A police officer finds a blood-covered man crawling along the side of the road, and rushes him to the hospital. Soon after he arrives, something starts to transform the patients and staff into monstrous and blood-thirsty creatures. When the survivors venture into the hospital’s mysterious sub-basement, they find that much is amiss.
This movie has some great body horror effects going on, and some impressive gore. It teeters between horror and science fiction, with some Satanic cult action tossed in, and that gets to be a bit much, but it delivers some good scares and cringes.
Against a backdrop of corporate and political intrigue, environmental and cultural pillaging, and the unraveling of the very fabric of reality, an assassin, a knowledge broker, and a “conjure man” betray, bedevil, and bewilder each other and the powers behind the far-flung, watery outpost of Greene’s World.
There’s a lot going on in “Undertow,” and sometimes a bit too much. The book is rich with ideas about space travel, the interactions between humans and other species, the implications of ubiquitous cybernetics, and the manipulation of chance. Add in some fast-paced adventure, an intriguing setting on a watery world, and layered political manipulation, and it can be a lot to keep track of. It does pull together in the end, though, and the final chapter is riveting.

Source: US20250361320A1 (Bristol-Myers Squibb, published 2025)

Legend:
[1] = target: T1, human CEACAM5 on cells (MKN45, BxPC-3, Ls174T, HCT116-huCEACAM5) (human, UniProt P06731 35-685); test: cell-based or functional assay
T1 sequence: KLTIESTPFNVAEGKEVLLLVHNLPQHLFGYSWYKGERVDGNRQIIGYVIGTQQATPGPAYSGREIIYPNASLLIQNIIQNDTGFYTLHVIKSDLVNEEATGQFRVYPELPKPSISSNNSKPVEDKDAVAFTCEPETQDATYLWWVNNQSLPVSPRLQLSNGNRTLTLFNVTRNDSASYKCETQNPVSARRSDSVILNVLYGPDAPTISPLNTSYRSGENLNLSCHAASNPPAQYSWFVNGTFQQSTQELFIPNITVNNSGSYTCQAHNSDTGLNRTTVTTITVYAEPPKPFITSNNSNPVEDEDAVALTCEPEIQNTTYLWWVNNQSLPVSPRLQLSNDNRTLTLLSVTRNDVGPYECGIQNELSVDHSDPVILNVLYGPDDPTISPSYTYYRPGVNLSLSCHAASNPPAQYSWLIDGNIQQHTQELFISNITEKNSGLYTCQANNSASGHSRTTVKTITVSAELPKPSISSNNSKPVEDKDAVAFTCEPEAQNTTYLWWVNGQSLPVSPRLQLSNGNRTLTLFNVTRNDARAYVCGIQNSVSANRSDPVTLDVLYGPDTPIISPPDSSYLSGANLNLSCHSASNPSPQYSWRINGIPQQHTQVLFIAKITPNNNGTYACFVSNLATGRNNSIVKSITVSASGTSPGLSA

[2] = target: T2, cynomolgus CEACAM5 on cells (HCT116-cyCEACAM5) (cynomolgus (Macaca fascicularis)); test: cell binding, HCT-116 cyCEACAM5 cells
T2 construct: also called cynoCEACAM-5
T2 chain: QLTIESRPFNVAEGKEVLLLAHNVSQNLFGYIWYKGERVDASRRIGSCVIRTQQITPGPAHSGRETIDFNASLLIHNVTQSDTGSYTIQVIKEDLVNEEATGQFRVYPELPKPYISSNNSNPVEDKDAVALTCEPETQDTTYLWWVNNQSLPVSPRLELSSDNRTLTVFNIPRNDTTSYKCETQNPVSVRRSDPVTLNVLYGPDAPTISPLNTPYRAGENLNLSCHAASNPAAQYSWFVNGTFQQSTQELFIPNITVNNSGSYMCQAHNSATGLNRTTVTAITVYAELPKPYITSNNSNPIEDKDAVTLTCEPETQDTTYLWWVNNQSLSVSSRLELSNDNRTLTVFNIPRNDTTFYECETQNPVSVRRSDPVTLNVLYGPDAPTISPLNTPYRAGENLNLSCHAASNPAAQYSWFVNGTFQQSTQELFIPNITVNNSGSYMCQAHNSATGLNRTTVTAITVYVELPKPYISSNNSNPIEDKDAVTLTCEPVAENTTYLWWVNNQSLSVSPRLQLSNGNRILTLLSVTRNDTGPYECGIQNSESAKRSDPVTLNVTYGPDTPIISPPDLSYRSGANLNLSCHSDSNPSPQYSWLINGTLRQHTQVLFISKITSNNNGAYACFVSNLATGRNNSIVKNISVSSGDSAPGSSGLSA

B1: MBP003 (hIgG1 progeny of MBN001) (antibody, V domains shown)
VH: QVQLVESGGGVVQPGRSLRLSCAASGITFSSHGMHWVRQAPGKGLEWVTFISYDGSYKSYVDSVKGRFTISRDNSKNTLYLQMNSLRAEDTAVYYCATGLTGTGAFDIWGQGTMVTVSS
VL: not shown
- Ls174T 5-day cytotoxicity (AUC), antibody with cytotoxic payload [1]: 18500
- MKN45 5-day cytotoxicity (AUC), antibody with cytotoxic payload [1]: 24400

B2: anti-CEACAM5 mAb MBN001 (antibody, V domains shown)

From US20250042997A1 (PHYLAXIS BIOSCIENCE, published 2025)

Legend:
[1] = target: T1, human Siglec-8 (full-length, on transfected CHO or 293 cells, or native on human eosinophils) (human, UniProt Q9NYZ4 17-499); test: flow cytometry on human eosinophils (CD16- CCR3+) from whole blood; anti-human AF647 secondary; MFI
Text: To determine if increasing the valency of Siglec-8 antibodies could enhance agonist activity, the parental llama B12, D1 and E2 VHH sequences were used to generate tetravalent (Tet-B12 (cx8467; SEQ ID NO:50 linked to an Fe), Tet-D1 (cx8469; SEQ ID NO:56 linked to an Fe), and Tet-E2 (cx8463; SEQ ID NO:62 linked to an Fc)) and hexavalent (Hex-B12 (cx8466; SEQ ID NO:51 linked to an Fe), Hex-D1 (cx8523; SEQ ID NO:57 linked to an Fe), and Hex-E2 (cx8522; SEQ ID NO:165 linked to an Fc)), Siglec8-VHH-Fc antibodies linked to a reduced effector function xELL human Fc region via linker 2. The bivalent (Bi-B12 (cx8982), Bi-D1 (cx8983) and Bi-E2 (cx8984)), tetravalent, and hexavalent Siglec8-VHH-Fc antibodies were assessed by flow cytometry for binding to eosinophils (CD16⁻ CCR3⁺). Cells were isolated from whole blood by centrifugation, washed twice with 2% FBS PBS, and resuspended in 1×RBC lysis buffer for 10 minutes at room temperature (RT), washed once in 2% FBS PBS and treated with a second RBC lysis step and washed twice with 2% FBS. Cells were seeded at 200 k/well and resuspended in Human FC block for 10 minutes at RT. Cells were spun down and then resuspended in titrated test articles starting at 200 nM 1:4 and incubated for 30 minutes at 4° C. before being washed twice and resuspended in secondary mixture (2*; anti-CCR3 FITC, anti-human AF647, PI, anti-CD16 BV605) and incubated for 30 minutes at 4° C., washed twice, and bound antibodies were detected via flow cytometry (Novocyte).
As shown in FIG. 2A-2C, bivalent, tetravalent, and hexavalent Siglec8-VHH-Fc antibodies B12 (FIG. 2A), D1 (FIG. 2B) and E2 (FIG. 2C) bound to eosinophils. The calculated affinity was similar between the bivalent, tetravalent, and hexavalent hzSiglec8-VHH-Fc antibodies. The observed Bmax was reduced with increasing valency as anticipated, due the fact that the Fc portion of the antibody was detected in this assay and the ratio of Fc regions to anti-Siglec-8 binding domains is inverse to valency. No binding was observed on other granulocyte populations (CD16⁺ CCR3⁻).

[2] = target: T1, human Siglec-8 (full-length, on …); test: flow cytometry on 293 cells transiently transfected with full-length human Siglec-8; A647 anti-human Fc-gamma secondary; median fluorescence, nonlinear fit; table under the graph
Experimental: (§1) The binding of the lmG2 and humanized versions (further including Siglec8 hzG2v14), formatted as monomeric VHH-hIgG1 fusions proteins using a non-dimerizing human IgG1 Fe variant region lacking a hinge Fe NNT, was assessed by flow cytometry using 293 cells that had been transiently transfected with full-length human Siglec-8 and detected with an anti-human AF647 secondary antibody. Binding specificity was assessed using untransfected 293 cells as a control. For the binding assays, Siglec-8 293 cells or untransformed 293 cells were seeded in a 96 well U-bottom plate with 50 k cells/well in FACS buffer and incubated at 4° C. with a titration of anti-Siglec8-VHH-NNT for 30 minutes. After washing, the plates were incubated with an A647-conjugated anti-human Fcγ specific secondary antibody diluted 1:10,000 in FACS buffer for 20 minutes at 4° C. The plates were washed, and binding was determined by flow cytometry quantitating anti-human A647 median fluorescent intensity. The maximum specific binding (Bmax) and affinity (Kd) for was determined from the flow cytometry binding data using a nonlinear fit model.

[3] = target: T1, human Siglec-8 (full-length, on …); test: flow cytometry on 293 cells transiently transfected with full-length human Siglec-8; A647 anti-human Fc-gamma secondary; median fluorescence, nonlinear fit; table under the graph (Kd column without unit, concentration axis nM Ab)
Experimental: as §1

I especially liked that the aliens were truly alien, and not just people in funny costumes. Based on the biology of Earth amphibians, their drives, culture, and behavior are understandable, but clearly not human, and the failure of humans to understand them, and their very different sense of community and history, propels much of the action.
In a near future ravaged by environmental disasters, people are able to join their consciousness with others into new, multi-bodied selves, with their previously individual bodies as mortal avatars, or “drives,” through which the theoretically-immortal “join” can act upon the world. The technology that allows this is not well-understood, though, and the implications for humankind are fraught.
“Join” is full of fascinating ideas about personhood, mortality, conscience, and morality, hung on a fast-paced plot framework that at times reminded me of noir fiction in the tradition of Jim Thompson and James M. Cain. The denouement felt a little rushed–having set up a powerful philosophical conundrum in the first 200 pages, the story is brought to a close with two sharp and violent scenes in the last twenty pages–but the density of the ideas presented make up for the abrupt conclusion.